tasks that can be done directly through the application over a secure internet
The system is fully 24x7 capable. An IBM Clustered Application Server
and Web Server farm is configured to communicate to a cluster database
server farm (using Oracle Real Application Clusters).
One of the most challenging aspects of delivering this system was the
budget and timeframe. It was the unique combination of tools and process
that enabled the technology to be delivered. Creating such a large, complex
system in such a short period of time necessitated highly coordinated teams
that could work within a Model Driven Development (MDD) approach. Compuware’s
OptimalJ automated a large portion of the plumbing code needed for the
application, allowing the teams to focus their energy on the presentation
tier and business logic. This was very important in delivering the business
purposes of the system.
a. This development project coordinated the effort of 45 developers.
However small functional teams were formed consisting of five to eight
b. Each small functional team was tasked with two to three use cases
per two-week iteration. Because code was generated from models, each team
had a head start implementing each use-case. For example, all objects which
persisted data to the database were instantiated in code. Additionally,
all middle-ware glue which conformed to the architecture for the system
was created. This left the task of writing business logic to the developers
on the team. Also necessary was the connecting of html user-interface wire-frames
to the middleware tier. Team members could write their code in unprotected
areas, thus not disturbing generated code, and allowing their work to survive
subsequent code generation.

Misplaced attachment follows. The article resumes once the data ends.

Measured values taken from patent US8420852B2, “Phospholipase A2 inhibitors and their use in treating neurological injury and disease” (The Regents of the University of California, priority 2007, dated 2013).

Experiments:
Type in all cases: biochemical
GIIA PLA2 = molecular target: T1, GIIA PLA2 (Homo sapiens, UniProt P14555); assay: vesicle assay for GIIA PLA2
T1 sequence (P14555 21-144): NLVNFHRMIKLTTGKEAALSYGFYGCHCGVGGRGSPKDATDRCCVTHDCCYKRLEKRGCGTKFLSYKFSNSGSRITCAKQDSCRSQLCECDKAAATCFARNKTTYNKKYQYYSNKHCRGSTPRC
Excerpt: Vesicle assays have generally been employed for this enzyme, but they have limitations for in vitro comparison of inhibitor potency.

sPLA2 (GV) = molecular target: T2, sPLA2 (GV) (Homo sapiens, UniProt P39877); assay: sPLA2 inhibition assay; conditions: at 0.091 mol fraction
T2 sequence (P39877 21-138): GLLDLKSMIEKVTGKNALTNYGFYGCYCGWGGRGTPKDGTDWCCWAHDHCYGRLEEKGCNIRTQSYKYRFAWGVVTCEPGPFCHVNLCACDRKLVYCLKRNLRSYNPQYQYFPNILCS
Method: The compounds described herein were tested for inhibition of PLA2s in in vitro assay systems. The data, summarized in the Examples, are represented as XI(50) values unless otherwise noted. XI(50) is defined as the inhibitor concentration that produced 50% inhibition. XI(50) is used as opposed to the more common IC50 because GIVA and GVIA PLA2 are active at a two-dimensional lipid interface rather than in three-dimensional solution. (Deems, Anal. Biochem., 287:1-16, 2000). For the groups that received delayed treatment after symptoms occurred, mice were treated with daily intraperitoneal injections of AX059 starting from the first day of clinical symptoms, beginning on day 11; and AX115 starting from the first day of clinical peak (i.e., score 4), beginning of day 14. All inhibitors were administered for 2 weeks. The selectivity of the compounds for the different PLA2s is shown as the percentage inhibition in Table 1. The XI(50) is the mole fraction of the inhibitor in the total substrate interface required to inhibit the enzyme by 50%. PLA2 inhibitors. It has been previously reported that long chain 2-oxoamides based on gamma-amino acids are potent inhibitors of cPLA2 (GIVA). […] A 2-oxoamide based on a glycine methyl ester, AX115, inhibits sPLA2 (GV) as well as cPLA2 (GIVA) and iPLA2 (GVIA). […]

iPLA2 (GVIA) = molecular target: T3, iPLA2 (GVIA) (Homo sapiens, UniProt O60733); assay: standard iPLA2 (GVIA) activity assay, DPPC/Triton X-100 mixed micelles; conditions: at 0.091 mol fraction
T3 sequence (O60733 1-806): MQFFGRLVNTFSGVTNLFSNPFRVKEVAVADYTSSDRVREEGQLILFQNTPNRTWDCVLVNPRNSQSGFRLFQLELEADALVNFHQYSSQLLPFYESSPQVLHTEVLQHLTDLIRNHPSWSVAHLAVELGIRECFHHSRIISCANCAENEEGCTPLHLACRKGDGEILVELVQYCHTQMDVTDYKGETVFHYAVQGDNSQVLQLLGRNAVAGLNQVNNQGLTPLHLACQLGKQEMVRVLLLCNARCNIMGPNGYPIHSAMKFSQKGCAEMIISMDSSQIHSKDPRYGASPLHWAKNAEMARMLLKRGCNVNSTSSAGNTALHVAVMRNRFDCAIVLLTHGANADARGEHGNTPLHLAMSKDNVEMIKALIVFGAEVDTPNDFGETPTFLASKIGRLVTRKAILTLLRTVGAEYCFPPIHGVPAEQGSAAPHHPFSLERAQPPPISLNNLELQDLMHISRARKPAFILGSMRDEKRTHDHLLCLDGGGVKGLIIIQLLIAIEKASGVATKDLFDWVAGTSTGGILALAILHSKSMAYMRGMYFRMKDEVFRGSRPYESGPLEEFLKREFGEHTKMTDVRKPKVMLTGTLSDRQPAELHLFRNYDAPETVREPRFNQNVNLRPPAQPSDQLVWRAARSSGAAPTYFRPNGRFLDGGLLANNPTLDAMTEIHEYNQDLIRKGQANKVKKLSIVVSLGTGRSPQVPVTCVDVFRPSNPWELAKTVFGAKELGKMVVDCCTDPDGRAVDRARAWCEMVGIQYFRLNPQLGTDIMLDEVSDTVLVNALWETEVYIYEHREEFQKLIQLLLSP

c. Each team consisted of a team lead, business analyst, EJB/Modeling
expert, one to two Java/JSP developers, and one to two state employee developers
(who will ultimately maintain the application). Tool training was necessary
for all development staff and took place during the rapid requirements
definition phase of the project. One of the lessons learned was that more
than just product training is necessary. When working in an environment
where code is generated, architecture training is necessary in order to
understand what code gets generated and how to use that code. In future
projects, this will be done up front. On this project, it took place as
the project progressed.
d. An exhaustive list of team members will be provided upon request.
e. Person months were not calculated for this project, however, anywhere
from 10 to 60 individuals were involved concurrently over the course of
the 30 month project. Because of the iterative nature of the development
project, and close tracking of implemented use-cases, management was able
to gauge schedule adherence every two weeks. The project was never more
than 10% behind schedule and was ultimately only 2 weeks behind going into
user acceptance testing.
f. The user community has been verifying the functionality that is
being implemented on an ongoing basis. However the application has not
yet been deployed. The pilot period is set to begin in early 2006, with
a staggered county by county rollout which will complete by October, 2006.
g. All of the lessons learned have to been fully compiled. However
many of the changes to the process and tool usage took place during development.
A lessons learned activity was completed at the end of each two week iteration
and many small tweaks were made.